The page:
Concluding Thoughts

So here's where the hypocrisy comes in a bit. Even though I act like I've done a good job growing as a game developer, I still don't know if I could resist accepting a position at a studio that has abusive dev cycles. I feel like I could at this point in my life, but at the same time I wonder what a dozen rejected applications would do to me after I graduate next year. I used to keep myself up wondering if I could actually cut it as a game developer. After three years of doing the ten things I just mentioned, I feel confident that I'll be at the level I want to be in a year's time for graduation. What keeps me up now is whether or not I'll be able to live a healthy life style after college. There's too many stories of developers who have let parts of their lives be wrecked by abusive work environments, too many developers who get up to accept an award and thank their wives for putting up with endless hours of overtime. So what are your opinions? I'd love to hear what advice you have for students, whether or not an endless pool of applicants enables a burnout dev cycle, and why I'm just straight up wrong. Flame on?

A little more Theory with your Mesh

I promised a technical post at the end of my last one, although I suppose that technical might not be the word so much as “mathy.” Last fall, I took the graduate level graphics course at my University, which was taught by Prof. Yiying Tong. The interesting thing about Prof. Tong is that he is a guru of surfaces and differential geometry, which is not my focus at all (I kick around shader code all day), but the class ended up being really interesting.

As such, I'm going to talk about some basic mathematical aspects that apply to our friend, the 3D mesh. This is the type of thing that will probably cause many rendering programmers to have violent flashbacks to "Intro to Graphics" courses, but I think people not as intimately involved in graphics might find this interesting. The entire motivation for this is because my group for a class project where we did some terrain generation with a procedurally raised race track, had no idea what our professor was talking about when he told us that our track generation always formed a star from our seed node. We thought he was talking about a star shape (you know, like the sun), and not the mathematical operation, but I'll get back to that later.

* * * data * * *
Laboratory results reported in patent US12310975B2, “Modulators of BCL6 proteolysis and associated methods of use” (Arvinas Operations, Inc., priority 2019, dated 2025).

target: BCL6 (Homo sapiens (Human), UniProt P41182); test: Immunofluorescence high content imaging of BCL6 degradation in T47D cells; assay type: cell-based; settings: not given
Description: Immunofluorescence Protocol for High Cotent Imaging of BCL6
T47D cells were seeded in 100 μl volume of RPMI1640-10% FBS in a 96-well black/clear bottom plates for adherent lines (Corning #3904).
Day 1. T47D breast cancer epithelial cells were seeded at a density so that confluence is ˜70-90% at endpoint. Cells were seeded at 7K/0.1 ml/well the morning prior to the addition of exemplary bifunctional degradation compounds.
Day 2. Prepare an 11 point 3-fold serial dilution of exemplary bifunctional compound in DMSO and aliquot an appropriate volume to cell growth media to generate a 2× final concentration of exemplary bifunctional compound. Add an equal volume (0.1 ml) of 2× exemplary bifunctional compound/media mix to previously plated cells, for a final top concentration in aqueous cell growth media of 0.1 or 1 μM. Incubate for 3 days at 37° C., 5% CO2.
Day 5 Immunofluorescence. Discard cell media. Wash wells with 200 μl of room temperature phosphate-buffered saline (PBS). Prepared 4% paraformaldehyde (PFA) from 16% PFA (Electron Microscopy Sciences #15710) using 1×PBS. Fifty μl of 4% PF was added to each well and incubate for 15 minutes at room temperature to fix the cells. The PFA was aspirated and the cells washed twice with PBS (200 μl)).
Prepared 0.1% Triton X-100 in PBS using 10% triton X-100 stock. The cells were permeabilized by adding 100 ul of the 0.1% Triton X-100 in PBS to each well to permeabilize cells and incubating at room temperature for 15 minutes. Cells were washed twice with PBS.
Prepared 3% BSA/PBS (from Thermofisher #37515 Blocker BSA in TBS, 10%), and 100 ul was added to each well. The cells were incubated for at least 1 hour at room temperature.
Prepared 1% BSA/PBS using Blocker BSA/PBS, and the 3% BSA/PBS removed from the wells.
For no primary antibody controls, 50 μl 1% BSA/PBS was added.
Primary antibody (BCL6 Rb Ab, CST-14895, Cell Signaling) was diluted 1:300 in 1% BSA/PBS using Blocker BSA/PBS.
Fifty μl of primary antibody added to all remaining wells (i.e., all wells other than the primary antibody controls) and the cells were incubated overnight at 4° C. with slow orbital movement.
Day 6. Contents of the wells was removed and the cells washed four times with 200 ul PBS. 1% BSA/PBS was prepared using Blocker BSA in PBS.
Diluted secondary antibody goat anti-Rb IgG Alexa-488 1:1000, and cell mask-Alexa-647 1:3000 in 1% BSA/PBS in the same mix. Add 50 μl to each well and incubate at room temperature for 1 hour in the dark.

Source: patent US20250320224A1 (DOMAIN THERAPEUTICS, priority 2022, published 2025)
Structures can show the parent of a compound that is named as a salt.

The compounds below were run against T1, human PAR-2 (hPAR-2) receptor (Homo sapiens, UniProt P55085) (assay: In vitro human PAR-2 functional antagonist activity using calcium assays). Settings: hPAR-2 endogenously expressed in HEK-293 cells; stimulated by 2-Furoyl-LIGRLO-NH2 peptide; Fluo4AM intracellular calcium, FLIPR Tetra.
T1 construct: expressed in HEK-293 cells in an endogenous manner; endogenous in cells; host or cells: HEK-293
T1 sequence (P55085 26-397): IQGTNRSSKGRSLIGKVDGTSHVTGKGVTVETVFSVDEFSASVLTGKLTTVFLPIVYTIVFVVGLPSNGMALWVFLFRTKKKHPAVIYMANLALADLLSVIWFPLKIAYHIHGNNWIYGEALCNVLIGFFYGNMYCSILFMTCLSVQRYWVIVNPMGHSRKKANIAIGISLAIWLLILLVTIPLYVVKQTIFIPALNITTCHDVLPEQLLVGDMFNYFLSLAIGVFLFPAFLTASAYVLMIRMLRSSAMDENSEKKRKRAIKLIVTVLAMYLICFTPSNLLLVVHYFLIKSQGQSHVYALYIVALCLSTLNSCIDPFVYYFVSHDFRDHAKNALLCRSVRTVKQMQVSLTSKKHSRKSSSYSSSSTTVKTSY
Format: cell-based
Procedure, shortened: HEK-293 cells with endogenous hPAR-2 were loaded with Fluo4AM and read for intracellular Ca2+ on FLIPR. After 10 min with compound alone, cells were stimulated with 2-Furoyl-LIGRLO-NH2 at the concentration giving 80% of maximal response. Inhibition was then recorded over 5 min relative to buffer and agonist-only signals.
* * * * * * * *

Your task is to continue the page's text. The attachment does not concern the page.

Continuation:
Lesson 1: The Euler Characteristic

Unless you live in a 2D only world, I'm going to bet that most of the people reading this have been living in a forest of 3D meshes for years. And I know that a lot of artists have little rules of thumb that they use for what the ratio of faces to vertices their meshes should have to figure out if there are hidden faces or holes floating around, but theres are actually some hard math behind the number of vertices, faces, and edges in a given mesh (triangular or not).

This is the Euler Characteristic:

χ = V – E + F

Less Formally:

Euler Characteristic = Vertices – Edges + Faces

Whoah, what does that mean? Back as a newbie game developer that didn't know the difference between a heap and a memory pool, I would've thought that was the least useful thing ever. However, what's interesting is that the Euler Characteristic is actually constrained based off the topology of the mesh, and not by vertex or face count as it first appears.

This is Euler's Formula:

2 = V – E + F

This is the Euler Characteristic for a sphere mesh, and more importantly it holds true for any mesh that can be smoothly deformed to a sphere has this characteristic, as does any convex polyhedra. You can think of the Euler Characteristic as being controlled by the number of “holes” in the mesh, with the number of vertices, edges, and faces dependent on the characteristic.

χ = 2 * (1 – G)

Where G is the number of holes in the polyhedron. So a sphere is a closed mesh with no holes, meaning it has a G of 0, which results in an Euler Characteristic of 2. Consider the tetrahedron:

A Tetrahedron in Maya

A tetrahedron has 4 faces, 4 vertices, and 6 edges. It also has a G value of zero for having no holes. So:

χ = V – E + F = 2 * (1 – G)

χ = 4 – 6 + 4 = 2 * (1 – 0) = 2

χ = 2 = 2 =2

= Win!

This math holds up with other meshes and also can be proved in a variety of ways. Cool right? Direct application? – probably not, but at least you're a better person for knowing a little more math from our friend Leonhard Euler. Now go impress your friends at parties by knowing yet another Euler Formula.

Lesson 2: Closure, Link, and Star

So now I'm going to change gears a little bit and talk about some math terms that apply to meshes, but really could apply to other sets as well. Specifically, these are operations that apply to a simplicial complex. A simplicial complex is a set of simplices that follow two conditions: